Could native foods be the next big thing in eating? Some people, Gary Nabhan in particular, are working to push things in that direction.
Nabhan, a noted conservation scientist at the Northern Arizona University, is a founder of the Renewing America’s Food Traditions (RAFT) Alliance and may be the original locavore, having published “Coming Home to Eat,” a memoir of his 200-mile diet in 2002 — five years before the much more widely known 100-Mile Diet and others. (The concept predates Nahban’s memoir, with “Coming Into the Foodshed” by Jack Kloppenburg, Jr., John Hendrickson, and G. W. Stevenson at the University of Wisconsin providing a powerful explanation.)
Nabhan, a MacArthur “genius” grant recipient who spoke this week in Lawrence, Kansas, thinks we are at a critical moment where both knowledge of native foodstuffs and losses of those species are high. He and others assert that taking advantage of those foods would address numerous ills, from the reliance of petroleum-based agriculture to the explosion of diabetes among Americans, particularly those of color, to loss of cultural identities.
The question, of course, is how to put native foods back in people’s diets, including into the diets of people for whom those native foods are, well … foreign. To boost people’s understanding of food regions, RAFT and its supporters have assembled maps that divide the United States (spilling into Mexico and Canada) into food “nations,” named for iconic native foods. Nabhan emphasizes that the maps are fluid, and different people might define those food regions differently. The map on the RAFT (PDF) website, for instance (above), departs from the one Nabhan showed the other evening. Among the several differences, the map Nabhan showed took Cornbread Nation (without the barbecue) all the way to the Atlantic Coast (leaving out Chestnut and Crabcake nations), and his map called the area along the California coast Abalone rather than Acorn. Bison Nation, my own, corresponds with the Great Plains and is the same on both maps; I have a post on Foodperson.com about how we Bison Nation residents might eat within our foodshed.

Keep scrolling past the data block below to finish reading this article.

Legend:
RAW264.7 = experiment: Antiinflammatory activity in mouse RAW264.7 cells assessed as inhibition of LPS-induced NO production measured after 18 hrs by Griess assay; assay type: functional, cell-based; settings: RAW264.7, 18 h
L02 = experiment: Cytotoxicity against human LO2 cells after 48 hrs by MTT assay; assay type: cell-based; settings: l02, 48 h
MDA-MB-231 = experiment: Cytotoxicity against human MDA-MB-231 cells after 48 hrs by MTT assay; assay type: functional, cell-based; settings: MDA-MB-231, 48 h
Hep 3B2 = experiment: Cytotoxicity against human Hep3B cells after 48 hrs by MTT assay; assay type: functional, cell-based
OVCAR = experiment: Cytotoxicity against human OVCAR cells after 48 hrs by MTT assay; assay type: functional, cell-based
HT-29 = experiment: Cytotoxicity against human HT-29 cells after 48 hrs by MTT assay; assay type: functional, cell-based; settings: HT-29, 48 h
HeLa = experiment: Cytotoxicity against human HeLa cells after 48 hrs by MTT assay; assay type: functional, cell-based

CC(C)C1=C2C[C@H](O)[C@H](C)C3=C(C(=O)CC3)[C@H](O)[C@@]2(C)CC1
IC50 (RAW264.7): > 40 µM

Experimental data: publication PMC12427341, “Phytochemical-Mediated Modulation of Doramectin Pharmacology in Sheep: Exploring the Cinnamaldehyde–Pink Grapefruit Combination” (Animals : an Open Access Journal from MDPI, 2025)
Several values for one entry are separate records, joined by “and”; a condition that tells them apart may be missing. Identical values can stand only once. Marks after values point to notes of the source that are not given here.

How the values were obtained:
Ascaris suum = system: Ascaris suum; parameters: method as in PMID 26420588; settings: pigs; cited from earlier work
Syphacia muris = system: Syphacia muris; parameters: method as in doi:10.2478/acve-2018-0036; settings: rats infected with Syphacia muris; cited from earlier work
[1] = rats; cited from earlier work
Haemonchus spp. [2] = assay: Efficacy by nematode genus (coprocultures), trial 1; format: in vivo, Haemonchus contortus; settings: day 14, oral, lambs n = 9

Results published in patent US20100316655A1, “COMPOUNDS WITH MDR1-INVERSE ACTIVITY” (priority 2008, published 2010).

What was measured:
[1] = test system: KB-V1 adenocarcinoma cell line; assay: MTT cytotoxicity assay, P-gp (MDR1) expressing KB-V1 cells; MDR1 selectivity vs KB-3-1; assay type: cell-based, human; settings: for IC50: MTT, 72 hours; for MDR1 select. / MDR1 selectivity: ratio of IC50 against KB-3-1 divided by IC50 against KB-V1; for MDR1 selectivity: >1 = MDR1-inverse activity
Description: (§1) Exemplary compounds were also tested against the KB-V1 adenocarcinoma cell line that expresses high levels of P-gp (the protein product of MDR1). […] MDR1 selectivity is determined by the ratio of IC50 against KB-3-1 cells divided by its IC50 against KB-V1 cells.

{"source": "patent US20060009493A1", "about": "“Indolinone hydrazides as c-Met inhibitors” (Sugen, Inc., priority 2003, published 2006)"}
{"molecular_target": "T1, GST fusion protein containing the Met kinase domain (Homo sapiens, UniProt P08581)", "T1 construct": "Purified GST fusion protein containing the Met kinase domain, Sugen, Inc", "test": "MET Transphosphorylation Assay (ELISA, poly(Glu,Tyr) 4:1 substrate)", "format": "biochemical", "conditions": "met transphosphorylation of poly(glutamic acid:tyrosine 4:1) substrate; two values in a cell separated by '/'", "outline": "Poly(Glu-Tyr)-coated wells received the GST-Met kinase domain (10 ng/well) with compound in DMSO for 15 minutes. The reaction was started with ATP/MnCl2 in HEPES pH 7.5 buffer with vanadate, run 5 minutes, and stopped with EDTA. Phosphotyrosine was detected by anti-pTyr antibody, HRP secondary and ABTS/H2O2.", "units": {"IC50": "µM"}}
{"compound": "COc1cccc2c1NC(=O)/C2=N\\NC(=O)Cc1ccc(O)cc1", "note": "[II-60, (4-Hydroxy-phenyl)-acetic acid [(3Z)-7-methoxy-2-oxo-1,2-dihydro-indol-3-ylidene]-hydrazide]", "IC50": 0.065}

Regardless of how the regions are defined, the next steps are to identify the native and heritage food plants and animals of the region, work to recover seeds and restore habitat, renew cultural associations with those foods, and then develop niche markets for the foods through progressive chefs, farmers markets, and other “early adopters.” The hope is that those foods’ role in the landscape and on the table would be revived on a broader scale. He also favors “denomination of origin” such as those used in other countries to signify Bordeaux wines, for instance, as distinct from California Cabernet Sauvignon.
A new book edited by Nabhan, “Renewing America’s Food Traditions: Saving and Savoring the Continent’s Most Endangered Foods,” identifies some 1,100 species that are at risk, from wild plums to the Sibley squash. According to promotional materials, the book “builds a persuasive argument for eater-based conservation,” an idea that Ethicureans can get behind.
Will any of it happen? My gut feeling is yes, at least on some limited scale. The broader population already has become aware, even if not actively involved, of the local foods movement. Add soaring oil costs and the numerous food recalls and illnesses resulting from problems in the industrial food system, and people have lots of reasons to seek local and, yes, native, foods.